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Re: Even faster Unicode character counting

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karl williamson
January 3, 2009 11:21
Re: Even faster Unicode character counting
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David Nicol wrote:
> On Tue, Dec 23, 2008 at 5:51 AM, Nicholas Clark <> wrote:
>> Jarkko alerted me to this
>> which references our very own Aristotle Pagaltzis.
>> Is anyone interested in experimenting with his bit-smashing approach and
>> seeing whether it can be used in Perl_utf8_length(), and what sort of a
>> speedup it gives? It's not the world's largest function:
> Well, it can't be used, because perl's arbitrary-length extension
> apparently does not follow the
> all-continuation-bytes-and-only-continuation-bytes-are-in-the-0x80-0xBF-range
> convention.  Well maybe it could be used by checking for and
> special-casing 0xFF before  using the walk-then-run approach in the
> patch.  Although there are then scary alignment issues, and the
> 0b100..... bytes that are invariants in I8 for the EBCDIC port.
> What can be done, or what I have done, is to use masking to accelerate
> skipping aligned runs of invariants.  Haven't benchmarked it,  but the
> attached patch passes all tests in t/uni both with and without
> skipping while keeping the subtractive rather than additive approach
> to length calculation.
> Happy 2009.
I'm pretty certain that this won't work with UTF-EBCDIC.  I'm sorry if I 
wasn't clear earlier.  I8 encoding (which has nice properties like 
UTF-8) is INTERMEDIATE only.  UTF-EBCDIC is formed by a byte-by-byte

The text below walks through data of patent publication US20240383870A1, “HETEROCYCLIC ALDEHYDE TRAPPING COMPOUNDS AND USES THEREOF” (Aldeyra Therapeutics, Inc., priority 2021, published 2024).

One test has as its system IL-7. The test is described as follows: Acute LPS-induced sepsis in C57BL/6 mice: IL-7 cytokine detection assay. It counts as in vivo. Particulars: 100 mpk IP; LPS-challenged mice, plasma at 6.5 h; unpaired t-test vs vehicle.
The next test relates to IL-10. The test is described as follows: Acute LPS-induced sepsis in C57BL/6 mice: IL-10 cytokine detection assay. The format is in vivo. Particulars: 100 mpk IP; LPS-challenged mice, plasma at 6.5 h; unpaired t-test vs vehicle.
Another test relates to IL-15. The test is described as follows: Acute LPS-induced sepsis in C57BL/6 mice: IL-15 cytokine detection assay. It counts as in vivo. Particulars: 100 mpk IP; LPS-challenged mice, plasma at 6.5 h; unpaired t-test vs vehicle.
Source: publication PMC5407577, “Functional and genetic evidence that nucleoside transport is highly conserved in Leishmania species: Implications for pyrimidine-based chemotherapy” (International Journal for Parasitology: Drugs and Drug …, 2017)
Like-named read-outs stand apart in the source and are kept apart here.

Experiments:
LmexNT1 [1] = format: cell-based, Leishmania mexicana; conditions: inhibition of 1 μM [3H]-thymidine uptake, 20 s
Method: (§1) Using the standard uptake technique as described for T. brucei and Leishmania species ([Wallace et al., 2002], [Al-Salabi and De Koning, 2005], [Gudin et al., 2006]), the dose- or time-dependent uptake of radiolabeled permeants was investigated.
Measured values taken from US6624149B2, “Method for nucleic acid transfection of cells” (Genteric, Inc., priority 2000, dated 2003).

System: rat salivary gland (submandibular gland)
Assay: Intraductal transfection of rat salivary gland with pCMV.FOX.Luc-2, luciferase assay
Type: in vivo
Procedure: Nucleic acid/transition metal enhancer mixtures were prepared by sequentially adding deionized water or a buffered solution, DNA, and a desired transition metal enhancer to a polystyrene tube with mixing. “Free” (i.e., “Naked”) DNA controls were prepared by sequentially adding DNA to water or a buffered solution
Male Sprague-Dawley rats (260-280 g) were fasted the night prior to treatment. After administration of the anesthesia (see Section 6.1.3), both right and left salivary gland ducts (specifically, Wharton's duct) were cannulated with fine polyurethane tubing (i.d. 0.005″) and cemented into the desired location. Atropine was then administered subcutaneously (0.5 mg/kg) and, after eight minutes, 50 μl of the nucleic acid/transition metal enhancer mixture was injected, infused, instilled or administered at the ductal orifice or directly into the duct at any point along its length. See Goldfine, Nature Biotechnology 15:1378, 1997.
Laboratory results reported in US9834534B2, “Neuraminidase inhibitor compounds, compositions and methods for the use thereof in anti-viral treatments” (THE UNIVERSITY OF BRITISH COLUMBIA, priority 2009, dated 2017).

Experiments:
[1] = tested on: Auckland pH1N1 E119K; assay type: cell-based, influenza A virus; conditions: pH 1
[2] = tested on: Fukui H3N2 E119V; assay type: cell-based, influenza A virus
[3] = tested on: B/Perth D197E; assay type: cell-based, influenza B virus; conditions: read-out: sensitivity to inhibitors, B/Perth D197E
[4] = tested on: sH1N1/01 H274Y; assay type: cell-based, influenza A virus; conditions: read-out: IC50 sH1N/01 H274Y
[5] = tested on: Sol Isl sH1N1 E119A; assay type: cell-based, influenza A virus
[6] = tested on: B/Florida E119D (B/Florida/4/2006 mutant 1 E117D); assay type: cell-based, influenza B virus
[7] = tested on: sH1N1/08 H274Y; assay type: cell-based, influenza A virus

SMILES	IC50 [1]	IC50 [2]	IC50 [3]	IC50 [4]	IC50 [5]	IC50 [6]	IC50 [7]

transform of I8 into something else, so that the 160 EBCDIC invariants 
are actually invariant.  This mapping depends on the particular flavor 
of EBCDIC.  Perl is supposed to recognize 3 such flavors.  Most 
operations that want to do hopping, etc. first transform UTF-EBCDIC into 
I8, or use one of the three compiled in skip tables that have been 
pre-computed to avoid the transformation when all that is needed is to 
know the skip value.  For example, here is a definition from utfebcdic.h:
#define UTF8_IS_CONTINUED(c) 		(NATIVE_TO_UTF(c) >= 0xA0)

The NATIVE_TO_UTF macro transforms c into I8 using the appropriate 
table, and then the comparison is done.

I don't see how the transform can be paralleled, except on a 
multi-processor system.  So I think the answer for EBCDIC is to just 
#ifdef the new code for non-ebcdic only.

My understanding is that we shouldn't go out of our way to support 
EBCDIC, but I don't think we should deliberately break it either.  I can 
say that there are a number of places in the code where the ASCII 
(Latin1) character ordinal is hard-coded in, and so these right now 
don't work with EBCDIC, and we don't get complaints.  (The German Sharp 
S is one where \xdf is often used, whereas in all the EBCDIC variants 
that Perl is supposed to support it should be \x59.)

But it seems that if we have some basic code that supposedly used to 
work with EBCDIC we should leave it alone.

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